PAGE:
Mary Queen of Scots, 1542-1587

Francois II & Mary Stewart,
Queen of Scotland, his wife
after Clouet, circa 1558

Queen of Scotland at six days old, grandaughter of Henry VIII’s elder sister, and betrothed to the Dauphin of France at three, Mary’s life would have seemed destined for fortune. Alas, having been brought up in France, married to the Dauphin at fourteen, Queen of France at sixteen, Francis, the king, would die shortly after of an ear infection, leaving her to return to her waring and embittered country of Scotland. Mary, a staunch catholic, was bewildered to find her home country tight in the grip of protestant fervor, and thus no friend to her. An extremely passionate and politically stupid person, she made one disastrous marriage after another, and was even accused of abetting the murder of her second husband to make room for the third.
In a revolution led by her bastard brother, she was imprisoned by her father’s old concubine in an old tower in the middle of a large lake known as Loch Leven.

With the aid of a sympathizer, she escaped and ran for the English border, hoping to enlist the aid and sympathy of her cousin Elizabeth. Elizabeth feinted succor and sanctuary but in reality she was only too glad to finally have this viper tucked away where she could keep an eye on her. Mary was furious to find herself imprisoned where she had sought refuge, and despite numerous attempts to speak personally with Elizabeth she was never granted an audience with the queen. For the next sixteen years she was moved from one musty old mansion to another, always under close guard and never allowed any freedom of movement.
Elizabeth had been urged by her councilors from day one to be done with the pretentious Scottish queen and send her to the block. But she was loath to set such a precident as to send to the scaffold an anointed queen. For both her own mother Anne Boleyn and her cousin Catherine Howard had been merely queen consort, while Mary, like herself, was queen in her own right. The Queen’s hand must be forced, Mary must hang herself.
Elizabeth’s spymaster, Walsingham, lured Mary through planting spies amid true enemies of the crown and let herself become involved in a coup to assasinate Elizabeth and set herself up as queen. Mary took the bait and in a matter of months Elizabeth was forced to acknowledge that her own life depended on taking the life of the other. Elizabeth finally signed the warrant for her execution.
There was no visible tremor in her countenance as the Scottish Queen knelt on a cushion and quoted a psalm in Latin before laying her head on the block. The executinoer was perhaps overcome with awe at the occasion as the first blow of the axe only succeeded in knocking her senseless and it took three more swings to completely sever her head. Afterwards he hoisted up the head and cried: “God save the Queen”. Spectators saw her lips move for some fifteen minutes after the impact of the axe.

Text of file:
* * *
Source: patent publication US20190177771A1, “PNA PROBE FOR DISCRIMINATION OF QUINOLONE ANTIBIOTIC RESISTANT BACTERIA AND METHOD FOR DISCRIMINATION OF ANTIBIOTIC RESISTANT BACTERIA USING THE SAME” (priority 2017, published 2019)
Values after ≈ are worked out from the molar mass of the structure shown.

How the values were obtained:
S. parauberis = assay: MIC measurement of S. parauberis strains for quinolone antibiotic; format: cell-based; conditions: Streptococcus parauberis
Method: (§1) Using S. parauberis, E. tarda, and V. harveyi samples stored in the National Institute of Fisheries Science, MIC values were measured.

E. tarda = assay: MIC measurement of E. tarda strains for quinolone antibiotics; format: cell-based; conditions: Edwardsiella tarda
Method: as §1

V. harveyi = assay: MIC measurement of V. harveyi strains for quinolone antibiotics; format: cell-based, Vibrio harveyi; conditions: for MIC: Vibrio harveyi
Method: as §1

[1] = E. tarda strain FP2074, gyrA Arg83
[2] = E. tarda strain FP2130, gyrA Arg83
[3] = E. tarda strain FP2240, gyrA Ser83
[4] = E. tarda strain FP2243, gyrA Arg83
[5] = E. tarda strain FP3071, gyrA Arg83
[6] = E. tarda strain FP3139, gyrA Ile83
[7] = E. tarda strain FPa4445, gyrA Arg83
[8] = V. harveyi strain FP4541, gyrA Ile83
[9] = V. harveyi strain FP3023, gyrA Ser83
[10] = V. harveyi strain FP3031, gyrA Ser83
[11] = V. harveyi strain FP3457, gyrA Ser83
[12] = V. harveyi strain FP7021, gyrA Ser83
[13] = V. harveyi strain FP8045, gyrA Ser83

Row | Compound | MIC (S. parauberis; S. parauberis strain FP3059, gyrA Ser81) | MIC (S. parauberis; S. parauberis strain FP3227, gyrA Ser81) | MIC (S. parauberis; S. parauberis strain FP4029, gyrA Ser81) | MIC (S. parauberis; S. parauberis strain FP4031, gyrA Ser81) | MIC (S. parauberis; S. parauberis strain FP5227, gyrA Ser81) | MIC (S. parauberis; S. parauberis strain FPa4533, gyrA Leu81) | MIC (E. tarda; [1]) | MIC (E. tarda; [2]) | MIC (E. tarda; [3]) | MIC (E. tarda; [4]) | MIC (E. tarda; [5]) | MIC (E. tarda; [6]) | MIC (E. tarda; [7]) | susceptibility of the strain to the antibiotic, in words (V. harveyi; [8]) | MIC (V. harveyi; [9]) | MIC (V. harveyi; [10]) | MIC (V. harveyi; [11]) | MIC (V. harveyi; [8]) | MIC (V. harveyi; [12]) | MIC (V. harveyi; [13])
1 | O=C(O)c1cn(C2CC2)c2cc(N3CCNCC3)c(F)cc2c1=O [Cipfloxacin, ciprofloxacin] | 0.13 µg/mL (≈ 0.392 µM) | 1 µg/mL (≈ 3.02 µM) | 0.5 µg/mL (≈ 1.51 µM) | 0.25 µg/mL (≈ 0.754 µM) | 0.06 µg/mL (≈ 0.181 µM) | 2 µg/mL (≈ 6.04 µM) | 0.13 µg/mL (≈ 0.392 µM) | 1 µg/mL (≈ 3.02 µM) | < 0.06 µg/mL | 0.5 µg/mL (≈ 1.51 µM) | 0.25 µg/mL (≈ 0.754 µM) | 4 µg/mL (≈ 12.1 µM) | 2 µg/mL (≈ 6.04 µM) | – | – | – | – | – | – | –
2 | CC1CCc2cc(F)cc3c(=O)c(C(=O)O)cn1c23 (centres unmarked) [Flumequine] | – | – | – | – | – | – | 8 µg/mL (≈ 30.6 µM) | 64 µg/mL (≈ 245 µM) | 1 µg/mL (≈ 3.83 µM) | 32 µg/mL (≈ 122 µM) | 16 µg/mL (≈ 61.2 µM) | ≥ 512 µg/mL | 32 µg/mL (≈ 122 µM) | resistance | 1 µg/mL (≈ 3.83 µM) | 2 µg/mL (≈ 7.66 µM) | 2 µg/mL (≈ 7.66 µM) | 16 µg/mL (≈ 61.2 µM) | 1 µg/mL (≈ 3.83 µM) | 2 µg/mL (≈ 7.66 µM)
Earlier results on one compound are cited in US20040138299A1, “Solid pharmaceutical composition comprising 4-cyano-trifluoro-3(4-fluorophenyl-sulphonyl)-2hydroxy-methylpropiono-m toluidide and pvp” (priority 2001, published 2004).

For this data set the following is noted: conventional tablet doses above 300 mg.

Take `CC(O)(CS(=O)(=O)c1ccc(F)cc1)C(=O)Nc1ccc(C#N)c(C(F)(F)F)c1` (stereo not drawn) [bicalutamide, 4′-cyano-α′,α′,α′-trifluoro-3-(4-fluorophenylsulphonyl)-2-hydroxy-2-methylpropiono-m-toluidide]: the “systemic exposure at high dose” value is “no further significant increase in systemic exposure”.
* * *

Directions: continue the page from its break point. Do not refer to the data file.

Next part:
O my lord and my God, I have trusted in Thee.
O my dear Jesus, now liberate me.
In shackle and chain, in torture and pain, I long for Thee
In weakness and sighing, in kneeling an crying,
I adore and implore Thee to liberate me.

— Marie Rex, the morning of her death

The Death of Mary Queen of Scots

One thought on “Mary Queen of Scots, 1542-1587”

  1. Although an interesting potted history of the career of Queen Mary of Scotland, there are a few points which, if included here, would add more balance:
    1. Mary repeatedly affirmed her support – both political and monetarily – of the reformed Church of Scotland, which is why so many of her supporters were Protestant.
    2. The period of Mary’s personal rule in Scotland commenced at a time when, in the wake of the death of Marie de Guise (the widow of James V and Regent of Scotland), all resemblance of law and order had broken down. Reliant on the available counsellors and constantly turning to people like Maitland and her brother, Moray, Mary embarked on a marriage with Darnley believing that Elizabeth I had given approved of it.
    3. The death of Darnley was neither caused nor countenanced by Mary, despite her growing hatred and fear of him. The murder was carried out by Bothwell and other lords, including Maitland and Kircaldy.
    4. Although a staunch supporter of Mary and an excellent administrator, Bothwell nevertheless resorted to rape in order to marry Mary, who was left with no choice in the matter if her personal honour was remain intact.
    5. The inquiry held in England following the flight of Mary returned a verdict of not proven in the cause of Darnley’s death. The Casket Letters produced by Moray to incriminate her have since been proven to be misinterpreted as to addressees, date and place, while the Long Letter (amongst others) is an interpolation of letters written by a mistress of Bothwell, and not by Mary.
    6. Elizabeth I broke internationally accepted standards of law by imprisoning Mary, who had constantly referred to her as “her dearest sister and cousin”.
    7. Mary’s involvement in the Babington Plot, instigated partially by Walsingham, was never truly proven – the Queen herself declared that her secretary, Nau, may have tampered with her letters, thus embroiling her in the plot that cost her her head.
    8. James I fully redeemed the reputation of his mother, probably as a result of the inquiries conducted by Francis Bacon, which, although the report has vanished, probably revealed the full extent of Walsingham’s efforts to destroy Mary.
    And finally, please remember that the correct spelling is Mary Queen of Scots with only one “t”.
    Best regards,
    Louis Richard de la Pau
    PS. I am a direct descendant of Queen Mary of Scotland and France.

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